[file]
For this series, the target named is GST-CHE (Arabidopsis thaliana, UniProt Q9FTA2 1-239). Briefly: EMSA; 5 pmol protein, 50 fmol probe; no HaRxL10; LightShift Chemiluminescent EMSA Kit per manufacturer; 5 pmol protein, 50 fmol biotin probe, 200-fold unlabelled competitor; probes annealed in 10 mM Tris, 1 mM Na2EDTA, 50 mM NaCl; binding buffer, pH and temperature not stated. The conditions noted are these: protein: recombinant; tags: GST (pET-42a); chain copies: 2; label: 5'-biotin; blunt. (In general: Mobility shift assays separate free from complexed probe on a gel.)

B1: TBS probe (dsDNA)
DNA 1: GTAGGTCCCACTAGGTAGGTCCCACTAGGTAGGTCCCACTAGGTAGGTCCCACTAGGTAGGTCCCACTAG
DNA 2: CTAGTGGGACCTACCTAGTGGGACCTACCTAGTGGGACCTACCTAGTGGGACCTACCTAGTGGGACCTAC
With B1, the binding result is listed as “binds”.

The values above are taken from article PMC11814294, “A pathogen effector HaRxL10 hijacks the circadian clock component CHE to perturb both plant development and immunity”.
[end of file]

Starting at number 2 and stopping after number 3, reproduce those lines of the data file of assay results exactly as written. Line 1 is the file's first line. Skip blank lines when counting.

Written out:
B1: TBS probe (dsDNA)
DNA 1: GTAGGTCCCACTAGGTAGGTCCCACTAGGTAGGTCCCACTAGGTAGGTCCCACTAGGTAGGTCCCACTAG